Bow Hunting Range Finders

The fall hunting season is right around the corner, and that means any good hunter is stocking up on equipment to make it the best season yet. Bow hunting will be great this season, but before taking a new bow hunting range finder out on the hunting ground, here are some helpful tips that any good bow hunter should know.

1. Become a master of different modes. When you buy a new range finder, take time to understand it and become familiar with it before actually taking it out. Experiment with the different mode settings to see which will work best for different ranges and situations. Different modes and settings work for different weapons and purposes, i.e bow or rifle, clear skies, fog or rain. Becoming familiar with the modes ensures you are comfortable with the finder before taking it out for a hunt (and more likely to make the shot!)

Carry it the right way. The usefulness of a range finder depends on a number of different caretaking methods, one of which being carrying it properly. Most cases that come with them aren’t really suitable for long-term or for heavy weather. It is best to buy a case that can withstand any type of weather a hunter is taking on. A range finder should be taken care of and protected while not being used, but also easy to grab if needed in a split second. Aside from carrying an extra case along with, it is possible to find a great pair of binoculars with a built-in rangefinder, for two-in-one efficiency.

3. Think about the angles. Again, back to the modes, rangefinders offer settings for vertical-compensated and straight-line. This mostly affects hunters that will be shooting from an elevation or incline, but it is all about the math. Lining up angles on the right setting makes for a much easier shot and better use of the rangefinder.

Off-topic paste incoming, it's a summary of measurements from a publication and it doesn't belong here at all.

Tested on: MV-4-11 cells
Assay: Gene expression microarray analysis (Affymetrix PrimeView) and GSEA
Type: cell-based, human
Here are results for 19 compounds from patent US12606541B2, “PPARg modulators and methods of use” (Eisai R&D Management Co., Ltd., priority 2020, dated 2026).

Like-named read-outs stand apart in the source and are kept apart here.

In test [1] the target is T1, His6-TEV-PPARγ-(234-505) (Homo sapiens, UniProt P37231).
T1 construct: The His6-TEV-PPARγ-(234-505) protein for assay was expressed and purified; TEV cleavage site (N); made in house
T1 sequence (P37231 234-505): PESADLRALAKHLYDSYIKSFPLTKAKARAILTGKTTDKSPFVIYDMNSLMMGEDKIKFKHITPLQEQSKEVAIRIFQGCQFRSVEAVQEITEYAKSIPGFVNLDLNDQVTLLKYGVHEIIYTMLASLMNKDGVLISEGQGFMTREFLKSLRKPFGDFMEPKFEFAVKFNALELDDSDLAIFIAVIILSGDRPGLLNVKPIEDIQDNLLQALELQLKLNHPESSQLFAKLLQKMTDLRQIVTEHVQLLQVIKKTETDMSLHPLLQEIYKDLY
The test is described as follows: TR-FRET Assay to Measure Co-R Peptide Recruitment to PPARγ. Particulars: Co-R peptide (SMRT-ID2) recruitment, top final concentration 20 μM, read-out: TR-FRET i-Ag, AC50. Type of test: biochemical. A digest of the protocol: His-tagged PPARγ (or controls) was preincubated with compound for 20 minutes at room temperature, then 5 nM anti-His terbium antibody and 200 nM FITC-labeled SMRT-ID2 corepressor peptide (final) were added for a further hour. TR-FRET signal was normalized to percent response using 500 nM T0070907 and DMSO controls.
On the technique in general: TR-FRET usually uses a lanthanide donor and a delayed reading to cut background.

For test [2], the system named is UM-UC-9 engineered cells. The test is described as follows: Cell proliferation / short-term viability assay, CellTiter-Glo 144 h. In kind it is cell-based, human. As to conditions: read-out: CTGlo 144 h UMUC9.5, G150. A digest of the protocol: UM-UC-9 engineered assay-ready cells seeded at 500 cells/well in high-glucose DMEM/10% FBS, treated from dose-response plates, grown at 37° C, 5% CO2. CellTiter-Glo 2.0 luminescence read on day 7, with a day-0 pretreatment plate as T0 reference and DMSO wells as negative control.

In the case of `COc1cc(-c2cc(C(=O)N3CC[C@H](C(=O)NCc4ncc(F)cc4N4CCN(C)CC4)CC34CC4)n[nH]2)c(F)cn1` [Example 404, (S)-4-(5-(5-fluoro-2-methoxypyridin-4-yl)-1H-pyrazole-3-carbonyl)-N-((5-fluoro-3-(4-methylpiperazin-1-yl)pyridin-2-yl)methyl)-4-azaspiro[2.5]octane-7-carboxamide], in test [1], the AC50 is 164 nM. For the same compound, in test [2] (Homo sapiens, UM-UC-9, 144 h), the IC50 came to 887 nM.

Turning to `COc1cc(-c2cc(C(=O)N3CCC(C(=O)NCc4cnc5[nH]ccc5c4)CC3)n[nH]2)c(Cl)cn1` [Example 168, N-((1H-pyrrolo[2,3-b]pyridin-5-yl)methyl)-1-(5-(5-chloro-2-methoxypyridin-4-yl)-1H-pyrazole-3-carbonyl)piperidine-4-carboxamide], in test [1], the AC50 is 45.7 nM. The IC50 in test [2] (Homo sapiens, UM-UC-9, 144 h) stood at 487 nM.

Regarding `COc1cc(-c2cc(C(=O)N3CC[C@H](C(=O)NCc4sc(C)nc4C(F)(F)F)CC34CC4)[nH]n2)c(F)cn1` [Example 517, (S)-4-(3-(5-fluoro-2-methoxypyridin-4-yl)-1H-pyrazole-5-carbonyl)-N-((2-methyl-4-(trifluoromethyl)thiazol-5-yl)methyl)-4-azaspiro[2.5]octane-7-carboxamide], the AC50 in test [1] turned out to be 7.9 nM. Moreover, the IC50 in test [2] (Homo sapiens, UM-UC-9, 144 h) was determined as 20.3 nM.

4. Every hunter faces problems that are inevitable with taking a shot. For example, a hunter could have the perfect angle lined up and a clear shot at his prey, but then he steps on a twig and the season ends on a sour note because now the game is lost. Using a rangefinder can help to negotiate these dilemmas to make it easier for a hunter to navigate around anything that has the potential to ruin a shot. So, use the rangefinder to work around obstacles.

5. Trust your instincts. Even the best, most expensive and technological rangefinder can make a mistake. Keeping eye-judging skills sharp may have slipped once a purchase was made, but it’s best to keep those skills sharp in case of a malfunction or improper reading. Every master bowhunter should have these skills mastered before trusting everything to a piece of equipment, and after. Once a rangehunter has been mastered and all of the features are understood, it will make the job a lot easier, but that isn’t to say a hunter can’t misplace it or the technology won’t make a mistake, so it’s best to keep a keen eye always.

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